The Cornerback Conundrum; Making Sense of The Texans Cornerback Depth Chart

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To many the Texans depth chart is confusing as Kareem Jackson and Jonathan Joseph are starting on the outside on the depth chart. But while watching the Texans play, only Joseph is consistently playing outside.

Typically the Texans prefer to play the 3-4 defense on first and second down. This defense (before the Jets game) had Shareece Wright and Jonathan Joseph playing outside cornerback. Luckily for Texans fans, Wright was benched halfway through the game as Jackson assumed his old role.

Romeo Crennel often sets his defense in Tampa 2 out of the 3-4, which fits both Kareem Jackson’s and Jonathan Joseph’s playstyle. This offense is meant to take away big plays over the top via the MIKE linebacker and safeties while having the outside cornerbacks playing flat zones. Both Kareem Jackson and Jonathan Joseph can play this role well as smart and sure tackling cornerbacks. This leads me to believe that Jackson will continue playing outside when in the 3-4.

This is the current Texans 3-4 defense. With three hands down linemen and four linebackers, this is a more massive defensive set better suited to defend the run.

Notice how Jackson (even though he is more of a nickel-back) is playing outside, this is because the Texans play is Tampa 2.

The Texans cannot employ the 3-4 defense even for a majority of the game. No modern NFL defense does this as having three to four linebackers in coverage can be exposed with ease. This means the Texans have to often play nickel and dime defenses.

The nickel defense is where Kareem Jackson thrives. The definition of a nickel defense is to have an extra defensive back for better coverage. The Texans can either play this with three cornerbacks and two safeties or three safeties and two cornerbacks. A nickel defender has to be versatile as they have to cover slot receivers, running backs, tight ends, blitz, and defend the run. Both Kareem Jackson and Tyrann Mathieu do such things well.

The keys to opening up the nickel defense are Andre Hal and Aaron Colvin. Unfortunately, we have seen these two play together for a whopping two times this season. Now that both are healthy, the Texans have two reliable options while deploying the nickel defense. 

First option: Move Colvin outside, play Kareem Jackson in the slot. Colvin can be an outside corner for the Texans. Although that will be shown in limited quantities. He is coming back from an injury and has played in the nickel for most of his career. But, he has the size (6′ frame), speed and intellect to play outside when needed. 

Second option: Play either Colvin or Jackson at outside cornerback, move Mathieu to the nickel. Then play Andre Hal as a safety. This makes sense as Mathieu has experience and has been successful while playing this role. Andre Hal is also a talented free-ranging safety and needs to see time on the field. This lineup is best suited to stop the run compared to the three cornerback nickel defense. 

Above is what the typical nickel defense looks like for the Texans. Note that Shareece Wright is the outside cornerback due to a Jonathan Joseph injury, while Colvin is playing outside. Of course, Crennel can switch Jackson for Mathieu and insert Hal to better defend the run.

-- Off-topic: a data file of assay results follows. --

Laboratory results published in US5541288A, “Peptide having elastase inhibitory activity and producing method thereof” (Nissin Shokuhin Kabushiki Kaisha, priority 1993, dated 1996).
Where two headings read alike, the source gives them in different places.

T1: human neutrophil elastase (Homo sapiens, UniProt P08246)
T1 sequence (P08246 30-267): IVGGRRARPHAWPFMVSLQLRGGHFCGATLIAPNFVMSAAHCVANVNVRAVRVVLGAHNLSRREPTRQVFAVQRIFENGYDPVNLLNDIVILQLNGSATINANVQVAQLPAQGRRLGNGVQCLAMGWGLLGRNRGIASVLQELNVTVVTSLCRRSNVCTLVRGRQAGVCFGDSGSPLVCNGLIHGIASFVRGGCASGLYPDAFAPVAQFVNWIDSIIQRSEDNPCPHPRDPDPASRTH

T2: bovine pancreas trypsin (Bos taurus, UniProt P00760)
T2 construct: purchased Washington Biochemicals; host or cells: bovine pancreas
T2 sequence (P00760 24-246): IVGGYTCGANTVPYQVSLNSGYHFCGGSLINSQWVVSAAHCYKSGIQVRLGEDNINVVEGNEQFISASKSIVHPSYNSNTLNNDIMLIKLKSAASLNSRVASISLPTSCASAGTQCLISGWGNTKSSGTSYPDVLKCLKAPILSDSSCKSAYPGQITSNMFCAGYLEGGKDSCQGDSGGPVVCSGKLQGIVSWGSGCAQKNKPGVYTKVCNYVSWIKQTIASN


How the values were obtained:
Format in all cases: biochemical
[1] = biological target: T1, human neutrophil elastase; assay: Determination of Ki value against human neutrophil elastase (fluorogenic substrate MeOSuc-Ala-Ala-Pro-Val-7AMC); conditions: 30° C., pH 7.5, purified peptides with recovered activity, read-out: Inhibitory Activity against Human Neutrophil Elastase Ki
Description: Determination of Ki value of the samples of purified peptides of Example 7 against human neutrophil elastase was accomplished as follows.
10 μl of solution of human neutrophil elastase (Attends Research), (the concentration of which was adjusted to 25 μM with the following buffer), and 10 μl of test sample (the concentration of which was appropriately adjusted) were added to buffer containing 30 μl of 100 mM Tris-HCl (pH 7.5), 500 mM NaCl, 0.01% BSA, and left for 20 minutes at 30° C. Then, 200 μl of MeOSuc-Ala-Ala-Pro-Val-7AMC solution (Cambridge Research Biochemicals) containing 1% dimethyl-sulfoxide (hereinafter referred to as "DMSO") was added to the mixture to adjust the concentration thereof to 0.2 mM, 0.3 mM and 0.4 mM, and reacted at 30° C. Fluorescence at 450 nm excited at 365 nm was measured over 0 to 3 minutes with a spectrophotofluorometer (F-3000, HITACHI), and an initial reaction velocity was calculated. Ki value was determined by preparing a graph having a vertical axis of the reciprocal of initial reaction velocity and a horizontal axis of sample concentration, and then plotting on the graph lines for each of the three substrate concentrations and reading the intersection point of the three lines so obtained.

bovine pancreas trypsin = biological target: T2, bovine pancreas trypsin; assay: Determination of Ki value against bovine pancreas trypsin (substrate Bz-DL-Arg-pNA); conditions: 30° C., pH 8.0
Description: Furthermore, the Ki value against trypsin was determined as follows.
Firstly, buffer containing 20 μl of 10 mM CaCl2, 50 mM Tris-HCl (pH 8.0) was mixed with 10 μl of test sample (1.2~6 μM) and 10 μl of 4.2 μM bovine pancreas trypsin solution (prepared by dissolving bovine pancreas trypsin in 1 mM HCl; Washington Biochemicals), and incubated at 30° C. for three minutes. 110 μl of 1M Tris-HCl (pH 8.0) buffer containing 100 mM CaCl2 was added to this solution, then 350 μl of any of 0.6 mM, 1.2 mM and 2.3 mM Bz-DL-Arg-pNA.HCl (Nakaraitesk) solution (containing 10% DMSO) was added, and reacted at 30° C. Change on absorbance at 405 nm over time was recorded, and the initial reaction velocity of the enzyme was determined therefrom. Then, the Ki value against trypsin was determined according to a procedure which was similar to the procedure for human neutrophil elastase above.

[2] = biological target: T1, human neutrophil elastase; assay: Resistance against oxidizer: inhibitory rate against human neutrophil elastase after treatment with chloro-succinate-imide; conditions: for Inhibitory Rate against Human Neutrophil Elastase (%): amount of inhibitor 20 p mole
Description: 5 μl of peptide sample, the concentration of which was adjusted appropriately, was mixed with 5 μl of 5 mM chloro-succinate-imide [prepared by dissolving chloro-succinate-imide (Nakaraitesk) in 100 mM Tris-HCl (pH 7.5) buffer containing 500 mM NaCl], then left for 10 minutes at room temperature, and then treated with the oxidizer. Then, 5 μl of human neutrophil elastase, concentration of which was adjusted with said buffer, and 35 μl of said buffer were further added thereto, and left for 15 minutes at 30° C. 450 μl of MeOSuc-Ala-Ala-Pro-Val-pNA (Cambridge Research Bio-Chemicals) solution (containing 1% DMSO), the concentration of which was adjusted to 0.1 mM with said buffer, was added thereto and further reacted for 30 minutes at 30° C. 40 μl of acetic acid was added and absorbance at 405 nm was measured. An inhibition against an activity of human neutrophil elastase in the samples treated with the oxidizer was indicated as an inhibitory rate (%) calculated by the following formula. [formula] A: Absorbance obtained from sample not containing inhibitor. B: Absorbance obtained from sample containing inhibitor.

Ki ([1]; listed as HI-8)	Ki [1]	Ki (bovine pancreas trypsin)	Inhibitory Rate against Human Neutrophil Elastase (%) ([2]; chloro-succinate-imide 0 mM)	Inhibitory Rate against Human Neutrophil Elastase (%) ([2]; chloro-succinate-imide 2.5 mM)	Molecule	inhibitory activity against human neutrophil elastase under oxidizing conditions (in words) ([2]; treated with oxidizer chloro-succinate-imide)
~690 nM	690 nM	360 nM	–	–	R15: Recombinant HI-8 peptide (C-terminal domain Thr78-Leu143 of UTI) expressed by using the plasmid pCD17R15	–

Next is the dime defense. This is used in long-distance situations where the only option is to pass to get the first down. The dime essentially means that the team plays with six defensive backs. This can either be three or two safeties. 

Because the Texans cornerback depth chart is rather shallow and the safety depth chart is deep, the Texans typically go the route of playing three cornerbacks and three safeties while playing dime defense. This defensive front should be increasingly common when both Colvin and Hal are active. 

Above is the Texans standard look while in the dime defense. Like I said before, Jackson and Mathieu are standout players as inside defenders. This allows Colvin to play as an outside corner. Notice that Colvin is outside while Jackson is inside because the Texans need to play over the top type defense to win the game. 

While scrolling through these pictures, you will notice that Colvin is the outside cornerback in every defense but the 3-4. This is because Jackson is best suited to play inside while Colvin offers upside to be an outside cornerback. However, Crennel tends to trust Kareem Jackson while in the 3-4. This can change as Colvin gets more acclimated to playing on the outside coming off an ankle injury.

Outside of Joseph, Jackson, and Colvin the depth chart is weak. Shareece Wright should be played in only dire situations. You’ll see why below.

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Top side cornerback

Wright was then burnt on the same exact route a week later in the Jets game. It is clear that he struggles to defend a double-cut route which makes him an obvious liability.

Kayvon Webster once was a solid cornerback but coming off of an Achilles and quad injury is not ideal. But, he could offer some upside as a solid depth option. The rest of the depth chart consists of Deandre Burton, and Johnson Bademosi and both should not see much time heading into the playoffs. It is clear that if one of the trio of Joseph, Jackson, and Colvin get hurt the Texans will lose some versatility and could be in a relatively dangerous situation. 

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